Rugged Australian actor David Lyons is pretty much unknown in these parts, his appearance as Dr. Simon Brenner on ER’s last two seasons giving TV fans a glimpse of his talents. In The Cape he plays as cliche a superhero as you can get, as close to Batman as NBC can bring the character without a copyright infringement suit. His “cape” is made out of spider’s web, given to him by Max Malini (actor Keith David), who is – for all intents and purposes – Morpheus from The Matrix working with Neo, Lyons’ Vince Farraday/The Cape character. If you thought The Matrix took every element it could from movies and tv that came before, series “creator” Tom Wheeler thought so too. You’ll find pieces of The Terminator TV series, Batman Begins, The Dark Knight, Spiderman 1, 2, 3…and The Matrix, of course, all wrapped up in this serious version of the Batman TV series from the 1960s, sans Robin, of course. But there is Orwell, played by Summer Lyn Glau from, gee whiz, Terminator: The Sarah Connor Chronicles where she was a terminatrix called Cameron. You can’t get away from how the producers cleverly are picking up on the fan base built by the Terminator TV series which aired for two short seasons in 2008 and 2009, and for those who enjoyed that program, many of the atmospheric touches transfer over to this.
Is character development too pushy? You betcha, but Max Malini (how bad can you get with a name like that? Mad Max indeed…) is one of the better characters with his philosophical ramblings making the show a clear case of “give the people what they want”.
It’s a weekly Dark Knight program for television which will settle in on Monday nights starting with the repeat of “Pilot” and “Tarot” on Monday, January 10 (2 hours) and one hour programs beginning on Monday January 17th.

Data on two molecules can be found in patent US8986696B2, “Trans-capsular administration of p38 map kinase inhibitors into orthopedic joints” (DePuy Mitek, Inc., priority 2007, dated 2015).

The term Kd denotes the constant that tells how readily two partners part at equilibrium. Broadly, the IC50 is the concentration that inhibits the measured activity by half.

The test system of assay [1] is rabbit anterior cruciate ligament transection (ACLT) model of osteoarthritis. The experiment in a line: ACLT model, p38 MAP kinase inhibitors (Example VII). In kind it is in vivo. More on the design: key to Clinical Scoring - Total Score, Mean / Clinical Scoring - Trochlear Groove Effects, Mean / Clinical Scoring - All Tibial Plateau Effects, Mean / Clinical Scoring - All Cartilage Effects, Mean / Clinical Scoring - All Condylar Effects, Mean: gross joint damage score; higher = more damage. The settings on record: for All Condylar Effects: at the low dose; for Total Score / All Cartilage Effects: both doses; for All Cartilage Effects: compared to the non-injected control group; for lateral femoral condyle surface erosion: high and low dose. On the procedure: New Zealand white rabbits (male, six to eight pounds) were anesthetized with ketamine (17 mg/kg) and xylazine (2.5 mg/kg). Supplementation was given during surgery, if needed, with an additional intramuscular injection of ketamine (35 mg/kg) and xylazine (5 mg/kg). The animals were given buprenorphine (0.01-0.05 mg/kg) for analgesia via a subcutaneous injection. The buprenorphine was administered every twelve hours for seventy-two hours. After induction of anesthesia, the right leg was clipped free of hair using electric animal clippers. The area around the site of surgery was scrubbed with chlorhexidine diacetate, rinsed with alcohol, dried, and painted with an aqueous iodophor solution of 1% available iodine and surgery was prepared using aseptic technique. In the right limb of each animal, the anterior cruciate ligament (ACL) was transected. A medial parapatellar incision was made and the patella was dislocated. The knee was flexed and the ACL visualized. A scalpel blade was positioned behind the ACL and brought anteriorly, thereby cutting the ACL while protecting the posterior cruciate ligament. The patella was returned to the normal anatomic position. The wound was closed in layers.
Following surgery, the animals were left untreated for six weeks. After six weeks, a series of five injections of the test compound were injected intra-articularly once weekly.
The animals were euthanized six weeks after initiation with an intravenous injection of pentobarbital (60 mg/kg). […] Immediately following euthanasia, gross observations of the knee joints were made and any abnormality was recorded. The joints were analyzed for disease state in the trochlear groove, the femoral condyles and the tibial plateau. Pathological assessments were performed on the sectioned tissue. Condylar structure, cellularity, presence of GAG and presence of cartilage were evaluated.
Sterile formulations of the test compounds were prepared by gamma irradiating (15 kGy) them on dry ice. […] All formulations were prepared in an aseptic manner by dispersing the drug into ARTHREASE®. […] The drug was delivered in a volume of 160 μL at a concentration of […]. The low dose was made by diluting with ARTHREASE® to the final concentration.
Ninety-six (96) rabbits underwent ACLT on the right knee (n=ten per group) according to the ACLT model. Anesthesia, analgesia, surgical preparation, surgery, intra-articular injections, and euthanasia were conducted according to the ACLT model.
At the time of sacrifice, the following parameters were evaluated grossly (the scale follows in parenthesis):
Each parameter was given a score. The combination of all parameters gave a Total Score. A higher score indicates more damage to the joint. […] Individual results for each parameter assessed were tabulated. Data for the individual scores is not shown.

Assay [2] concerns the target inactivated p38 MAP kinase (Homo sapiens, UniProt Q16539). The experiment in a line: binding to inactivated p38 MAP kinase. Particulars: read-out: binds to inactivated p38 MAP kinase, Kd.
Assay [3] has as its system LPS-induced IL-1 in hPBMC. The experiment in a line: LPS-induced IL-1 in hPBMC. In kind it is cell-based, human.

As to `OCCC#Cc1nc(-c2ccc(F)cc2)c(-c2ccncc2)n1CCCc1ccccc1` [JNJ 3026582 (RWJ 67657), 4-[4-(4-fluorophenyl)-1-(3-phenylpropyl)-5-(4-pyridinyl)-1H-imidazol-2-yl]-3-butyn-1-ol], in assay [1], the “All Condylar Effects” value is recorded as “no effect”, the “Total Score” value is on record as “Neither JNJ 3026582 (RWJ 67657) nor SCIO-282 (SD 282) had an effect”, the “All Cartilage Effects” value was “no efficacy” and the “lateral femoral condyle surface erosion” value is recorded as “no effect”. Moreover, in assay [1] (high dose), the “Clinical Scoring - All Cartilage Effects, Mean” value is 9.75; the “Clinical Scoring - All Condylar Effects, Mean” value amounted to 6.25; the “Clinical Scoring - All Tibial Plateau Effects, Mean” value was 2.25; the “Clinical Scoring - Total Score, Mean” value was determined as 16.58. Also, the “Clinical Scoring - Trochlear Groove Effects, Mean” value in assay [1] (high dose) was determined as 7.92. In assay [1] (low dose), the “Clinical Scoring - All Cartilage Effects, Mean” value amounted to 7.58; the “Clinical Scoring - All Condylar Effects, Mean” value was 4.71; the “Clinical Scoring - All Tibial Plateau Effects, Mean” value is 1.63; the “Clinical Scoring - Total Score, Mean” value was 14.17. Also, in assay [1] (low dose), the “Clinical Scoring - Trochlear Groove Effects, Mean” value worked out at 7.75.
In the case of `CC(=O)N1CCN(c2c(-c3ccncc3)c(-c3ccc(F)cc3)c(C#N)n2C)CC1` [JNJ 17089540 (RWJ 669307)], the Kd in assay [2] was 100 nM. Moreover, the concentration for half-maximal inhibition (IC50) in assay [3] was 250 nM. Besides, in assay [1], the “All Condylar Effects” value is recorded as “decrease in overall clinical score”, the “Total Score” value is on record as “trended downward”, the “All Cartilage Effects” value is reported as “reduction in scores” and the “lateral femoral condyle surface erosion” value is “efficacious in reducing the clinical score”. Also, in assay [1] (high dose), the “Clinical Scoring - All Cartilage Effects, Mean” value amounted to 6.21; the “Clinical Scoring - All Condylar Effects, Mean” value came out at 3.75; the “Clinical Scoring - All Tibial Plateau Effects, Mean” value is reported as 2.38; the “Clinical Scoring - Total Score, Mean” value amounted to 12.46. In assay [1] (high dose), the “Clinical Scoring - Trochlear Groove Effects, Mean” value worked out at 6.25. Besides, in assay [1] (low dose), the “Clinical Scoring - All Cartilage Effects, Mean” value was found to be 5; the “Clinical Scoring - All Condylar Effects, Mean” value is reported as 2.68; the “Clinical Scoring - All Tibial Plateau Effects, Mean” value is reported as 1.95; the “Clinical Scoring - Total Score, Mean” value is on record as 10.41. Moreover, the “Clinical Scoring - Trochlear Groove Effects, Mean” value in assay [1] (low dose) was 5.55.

There are no disguises, the villain who runs ARK Corporation, Peter Fleming (played by James Frain) might as well be the head of Blackwater or Gotham City’s Arkham Asylum. His henchman, Chess, might as well be Scarecrow/ Dr. Jonathan Crane from Batman Begins, the masked fellow who uses drugs and psychological terror, much like Chess does in The Cape. Scales, played by Vinnie Jones, could be Harvey Two Face from Batman and/or The Kingpin from Spiderman, take your pick, the producers don’t care, long as you watch. As Marvel and DC Comics had similar super heroes and super villains, NBC is quickly cashing in on the power of the comic book mystique doing so well on the big screen, hoping it translates to home viewers. It’s instant replay, and it worked a couple of seasons for the 1960s Batman and for the Terminator Sarah Connor Chronicles, though both series diving rather quickly. If this blatant amalgam is to take off it needs to find its own identity quickly and break some new ground. Time will tell if The Cape can find its niche.
You can find more out about The Cape at www.nbc.com/the-cape/